Slide down the wall until you’re in a sitting position with your knees bent.
Hold the position for 10 seconds.
Slide back up the wall and repeat exercise 15 times.
Is Walking Good For Lower Back Pain?
For the majority of our day, our back is the last thing on our mind. Until it starts hurting, that is. Between rushing to get things down at work, to enjoying our favorite TV shows and spending hours scrolling social media, our backs bear the brunt of our habits.
Walking is a great way to slowly ease your hurting back into exercising. If the exercises we talked about early are just too painful right now, try taking walks instead. Walking is a great, low-impact exercise that helps improve your stability while keeping your functional. You can set the pace, the route, and difficulty level to you exact needs. All you need is a pair of comfy sneakers!
However, jogging and treadmills should be avoided if you have lower back pain. When we walk, our back absorbs the shock of our feet hitting concrete. The discs between the vertebrae take the brunt of the damage, which can make lower back pain worse and cause the discs to rupture.
So, yes, a 30-minute daily walk help relieve lower back pain. Any type of exercise also releases endorphins, which are known to improve the mood.
Other low-impact exercises to ease lower back pain include biking, swimming or using an elliptical.
After-Exercise Treatments for Lower Back Pain
Many people feel tired but refreshed after completing their daily exercise routine. However, exercise can also exacerbate lower back pain and make you wary of continuing your regular workout.
Quitting your workout routine will only add to your back pain because your core muscles will weaken. It’s a double-edged sword. Exercise causes pain, but you have to exercise to prevent more pain.
There are a few ways you can alleviate the lower back pain you feel after exercising:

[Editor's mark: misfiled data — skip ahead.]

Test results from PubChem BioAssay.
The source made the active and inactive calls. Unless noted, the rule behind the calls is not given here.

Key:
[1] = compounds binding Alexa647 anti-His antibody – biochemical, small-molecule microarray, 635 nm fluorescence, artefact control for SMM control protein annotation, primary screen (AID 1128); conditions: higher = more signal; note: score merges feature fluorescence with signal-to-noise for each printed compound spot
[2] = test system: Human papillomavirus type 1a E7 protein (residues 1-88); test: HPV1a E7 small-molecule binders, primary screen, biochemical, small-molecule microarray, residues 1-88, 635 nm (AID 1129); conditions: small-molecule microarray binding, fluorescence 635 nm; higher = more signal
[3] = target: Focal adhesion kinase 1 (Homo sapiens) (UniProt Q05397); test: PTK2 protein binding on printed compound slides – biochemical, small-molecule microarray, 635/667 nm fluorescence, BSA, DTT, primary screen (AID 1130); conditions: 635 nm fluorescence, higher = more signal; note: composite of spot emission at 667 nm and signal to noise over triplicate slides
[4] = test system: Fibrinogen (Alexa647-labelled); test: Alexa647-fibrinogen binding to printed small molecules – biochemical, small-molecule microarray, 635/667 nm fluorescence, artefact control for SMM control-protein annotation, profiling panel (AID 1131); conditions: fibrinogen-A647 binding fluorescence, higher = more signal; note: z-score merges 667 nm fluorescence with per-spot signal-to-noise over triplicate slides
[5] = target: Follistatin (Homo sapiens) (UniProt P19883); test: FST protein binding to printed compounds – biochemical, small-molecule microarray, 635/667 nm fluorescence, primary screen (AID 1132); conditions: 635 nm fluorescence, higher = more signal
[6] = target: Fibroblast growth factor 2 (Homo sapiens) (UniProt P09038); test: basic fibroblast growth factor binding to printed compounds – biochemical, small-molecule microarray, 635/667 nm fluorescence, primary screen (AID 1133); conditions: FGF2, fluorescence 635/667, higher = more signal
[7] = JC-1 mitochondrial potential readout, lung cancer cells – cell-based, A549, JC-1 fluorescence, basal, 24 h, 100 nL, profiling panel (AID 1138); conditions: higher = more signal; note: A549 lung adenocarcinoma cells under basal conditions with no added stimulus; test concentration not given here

Resting after exercising gives your muscles a chance to relax and regroup. Many fitness experts recommend focusing on one muscle group one day and then letting that group rest the next day while you focus on a different muscle group.
Some rest is okay, even helpful. On the other hand, too much rest can cause stiff or weak muscles. If you do rest, give yourself a time limit so you aren’t sitting on the couch all day. That will only make the back pain worse in the long run.
You can use heat or ice packs, depending on what type of pain you’re feeling. Ice should be used on inflammations while heat is used to soothe sore muscles. Many pharmacies sell heat wraps that can be worn around the back to help ease pain.
You can take aspirin to help reduce back pain. Since back pain is often caused by irritated nerves of the spinal cord, aspirin can help reduce the inflammation. Some brands have special versions of medicine that are targeted for back pain. They can be found in any pharmacy or drugstore.
If your lower back pain is uncontrollable, you can ask your doctor what prescriptions may work for you. However, narcotics tend to become ineffective as your body builds up a tolerance. That’s a slippery slope that is really hard to get back up.
Some people find that lower back massages can help alleviate back pain and prevent further injury. You can book a massage at your local spa or use a handheld massager found in many pharmacies. Some types of massages use heat and hot stones, which will greatly help your lower back pain.
Exercises to Avoid When You Have Lower Back Pain
Exercising can strengthen your core muscles and remove the stress and pressure from the lower spine. However, there are some exercises that are more harmful than helpful for lower back pain.
Avoid these exercises if you have lower back pain:
- Toe touches
- Leg Lifts
- Weight Lifting, especially Deadlifting
- Spin Bikes
How Do You Relieve a Stiff Lower Back?
Heat increases the blood to muscles, which helps relieve aches and pain.
Ice numbs pain and reduces inflammation.
Inactivity only increases lower back pain and makes stiffness worse. Light activity such as walking can help keep your spine loose. Avoid heavy lifting when you have lower back pain.
Aspirin or ibuprofen can help reduce the inflammation that causes back pain. There are also topical creams that are supposed to lubricate the muscles. CBD oil has also been successfully used to manage pain.
Massaging the lower back helps control back spasms and relaxes tense muscles. It’s also very relaxing.
Speaking of relaxing, light yoga exercises can decrease the discomfort caused by lower back pain. Yoga and other meditation techniques utilize deep breathing, which many people find relaxing. If you are relaxed, the muscles in your back will be, too.
Do you suffer from lower back pain? Let us know if any of the exercises mentioned above have provided relief!